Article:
Illegal traveller camps will be moved on more quickly in Kingston, after the council was granted controversial powers by the High Court.

An injunction preventing unlawful occupation or the depositing of waste or fly tipping on public land, came into force this week, and will last until April 15.

Councillor Liz Green, leader of Kingston Council, said: “We have not taken the decision to take this action lightly.

“Last year we had an unprecedented number of illegal encampments which cost tens of thousands of pounds in clear up and repair costs for the council.

“This interim injunction is to help protect the borough’s open spaces.

“Residents have also raised concerns around the serious problems these encampments can create including noise, nuisance and intimidation.”

The injunction will cover 164 sites across the borough, and anyone breaching it may be held in contempt of court and could be imprisoned, fined or have their assets seized.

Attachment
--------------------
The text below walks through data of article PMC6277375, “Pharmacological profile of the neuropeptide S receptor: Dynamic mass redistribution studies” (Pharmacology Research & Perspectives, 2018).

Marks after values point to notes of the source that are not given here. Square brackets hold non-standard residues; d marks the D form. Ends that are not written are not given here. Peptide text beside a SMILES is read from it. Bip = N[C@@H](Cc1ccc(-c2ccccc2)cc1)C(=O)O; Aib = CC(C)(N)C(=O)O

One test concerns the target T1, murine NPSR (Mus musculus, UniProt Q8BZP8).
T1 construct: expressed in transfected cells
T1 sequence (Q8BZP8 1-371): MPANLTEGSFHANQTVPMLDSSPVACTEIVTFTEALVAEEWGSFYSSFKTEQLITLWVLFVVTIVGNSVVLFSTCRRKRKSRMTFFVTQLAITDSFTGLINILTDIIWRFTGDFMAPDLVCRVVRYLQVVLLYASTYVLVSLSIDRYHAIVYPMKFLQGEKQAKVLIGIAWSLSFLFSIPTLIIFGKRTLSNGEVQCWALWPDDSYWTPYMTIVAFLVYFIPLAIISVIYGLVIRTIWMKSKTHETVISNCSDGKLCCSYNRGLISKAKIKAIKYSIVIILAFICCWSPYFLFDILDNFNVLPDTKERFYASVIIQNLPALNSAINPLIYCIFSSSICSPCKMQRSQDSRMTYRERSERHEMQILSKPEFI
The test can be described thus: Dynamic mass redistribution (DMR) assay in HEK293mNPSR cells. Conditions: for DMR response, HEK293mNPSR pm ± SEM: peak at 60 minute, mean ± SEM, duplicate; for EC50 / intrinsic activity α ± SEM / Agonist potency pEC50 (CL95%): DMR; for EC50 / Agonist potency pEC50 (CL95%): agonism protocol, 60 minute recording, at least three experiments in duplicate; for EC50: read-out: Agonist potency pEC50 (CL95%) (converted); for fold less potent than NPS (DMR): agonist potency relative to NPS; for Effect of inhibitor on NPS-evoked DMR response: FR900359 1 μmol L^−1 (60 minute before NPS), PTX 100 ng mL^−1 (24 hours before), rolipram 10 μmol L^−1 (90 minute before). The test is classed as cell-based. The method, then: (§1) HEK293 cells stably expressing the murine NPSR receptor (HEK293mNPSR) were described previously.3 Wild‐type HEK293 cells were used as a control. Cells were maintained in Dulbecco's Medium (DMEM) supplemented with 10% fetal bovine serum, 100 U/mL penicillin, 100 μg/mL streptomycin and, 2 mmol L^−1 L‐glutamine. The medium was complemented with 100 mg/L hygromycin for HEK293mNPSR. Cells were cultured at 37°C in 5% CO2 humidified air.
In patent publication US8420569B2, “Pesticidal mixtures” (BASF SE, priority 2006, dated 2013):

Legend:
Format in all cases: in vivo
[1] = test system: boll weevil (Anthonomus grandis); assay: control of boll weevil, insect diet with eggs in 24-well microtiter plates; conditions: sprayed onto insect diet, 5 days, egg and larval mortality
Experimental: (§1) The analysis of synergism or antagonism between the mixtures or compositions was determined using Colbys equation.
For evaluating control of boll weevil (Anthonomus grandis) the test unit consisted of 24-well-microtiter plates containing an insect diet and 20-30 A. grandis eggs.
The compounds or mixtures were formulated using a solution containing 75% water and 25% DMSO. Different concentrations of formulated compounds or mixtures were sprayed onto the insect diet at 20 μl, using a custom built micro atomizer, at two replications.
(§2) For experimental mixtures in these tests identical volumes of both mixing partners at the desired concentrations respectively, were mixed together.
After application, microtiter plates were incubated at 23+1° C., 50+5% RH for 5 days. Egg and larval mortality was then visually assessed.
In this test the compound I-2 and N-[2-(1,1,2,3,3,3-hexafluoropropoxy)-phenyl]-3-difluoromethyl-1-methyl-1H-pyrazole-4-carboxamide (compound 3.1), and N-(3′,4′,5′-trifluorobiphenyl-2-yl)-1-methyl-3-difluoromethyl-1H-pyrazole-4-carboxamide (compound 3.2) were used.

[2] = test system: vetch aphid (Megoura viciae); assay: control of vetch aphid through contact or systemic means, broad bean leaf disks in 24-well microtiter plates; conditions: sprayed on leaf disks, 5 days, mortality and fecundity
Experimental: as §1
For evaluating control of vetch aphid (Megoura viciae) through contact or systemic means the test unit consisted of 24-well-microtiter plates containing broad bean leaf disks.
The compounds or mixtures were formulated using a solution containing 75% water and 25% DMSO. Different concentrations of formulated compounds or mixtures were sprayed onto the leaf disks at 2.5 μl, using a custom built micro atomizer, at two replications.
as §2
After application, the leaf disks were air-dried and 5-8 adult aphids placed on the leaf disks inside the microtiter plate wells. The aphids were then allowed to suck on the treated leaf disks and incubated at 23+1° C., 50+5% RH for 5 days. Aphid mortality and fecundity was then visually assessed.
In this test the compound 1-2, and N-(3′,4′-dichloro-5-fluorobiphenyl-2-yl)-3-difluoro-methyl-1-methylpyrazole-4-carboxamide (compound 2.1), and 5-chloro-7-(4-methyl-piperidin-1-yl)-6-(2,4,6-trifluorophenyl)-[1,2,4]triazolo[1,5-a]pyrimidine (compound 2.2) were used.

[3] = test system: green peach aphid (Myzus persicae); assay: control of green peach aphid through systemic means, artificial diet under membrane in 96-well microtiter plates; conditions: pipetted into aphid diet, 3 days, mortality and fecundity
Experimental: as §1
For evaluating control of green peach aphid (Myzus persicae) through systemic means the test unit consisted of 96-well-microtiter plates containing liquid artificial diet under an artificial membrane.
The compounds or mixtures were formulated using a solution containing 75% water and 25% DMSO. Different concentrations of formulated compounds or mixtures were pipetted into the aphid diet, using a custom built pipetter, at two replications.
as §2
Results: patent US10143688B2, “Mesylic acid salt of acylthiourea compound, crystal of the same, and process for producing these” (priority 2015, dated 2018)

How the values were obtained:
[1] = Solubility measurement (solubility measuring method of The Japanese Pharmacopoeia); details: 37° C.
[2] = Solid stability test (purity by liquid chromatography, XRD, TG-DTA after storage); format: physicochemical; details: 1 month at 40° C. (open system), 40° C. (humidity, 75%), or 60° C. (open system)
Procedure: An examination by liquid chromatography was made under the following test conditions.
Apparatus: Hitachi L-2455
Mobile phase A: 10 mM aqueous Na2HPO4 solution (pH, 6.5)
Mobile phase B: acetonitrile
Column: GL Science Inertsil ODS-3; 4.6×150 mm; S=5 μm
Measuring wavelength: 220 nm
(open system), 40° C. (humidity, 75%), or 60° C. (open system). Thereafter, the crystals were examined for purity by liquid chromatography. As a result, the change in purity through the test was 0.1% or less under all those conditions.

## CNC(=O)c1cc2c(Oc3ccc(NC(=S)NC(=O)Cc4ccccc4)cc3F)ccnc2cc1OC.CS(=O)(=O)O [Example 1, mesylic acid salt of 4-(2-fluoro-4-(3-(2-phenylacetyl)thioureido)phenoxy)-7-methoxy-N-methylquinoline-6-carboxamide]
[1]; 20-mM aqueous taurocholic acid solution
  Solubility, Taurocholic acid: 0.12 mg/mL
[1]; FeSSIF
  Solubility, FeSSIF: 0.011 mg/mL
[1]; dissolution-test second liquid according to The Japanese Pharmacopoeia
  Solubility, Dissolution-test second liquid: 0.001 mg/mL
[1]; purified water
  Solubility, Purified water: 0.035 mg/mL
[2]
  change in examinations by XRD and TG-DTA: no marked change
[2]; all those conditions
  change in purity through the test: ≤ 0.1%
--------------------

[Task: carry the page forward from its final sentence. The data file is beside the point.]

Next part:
In a statement, the council already confirmed it plans to apply for a further order to continue the ban until 2022.

But London Gypsies and Travellers (LGT), an organisation that hopes to end discrimination against traveller communities, has criticised similar injunctions, which have been granted in Enfield, Croydon and Sutton.

Neighbouring Richmond also announced its intention to apply for one in November.

LGT published a response in September 2018 to the trend of London boroughs seeking such injunctions.

A statement read: “LGT believes that borough-wide injunction orders do not offer a solution.

“Because of the lack of caravan site provision for Gypsies and Travellers, the injunctions simply push them to camp on the roadside in other areas.

“Across London,  just 10 new pitches have been built on existing sites out of over 800 identified as needed in a study commissioned by the Greater London Authority in 2008.

“LGT is urging local authorities to support the alternative approach of negotiated stopping which has been proved to reduce the costs to councils and improve the lives of Traveller families.

“It is a more humane response that many local residents would be willing to support.”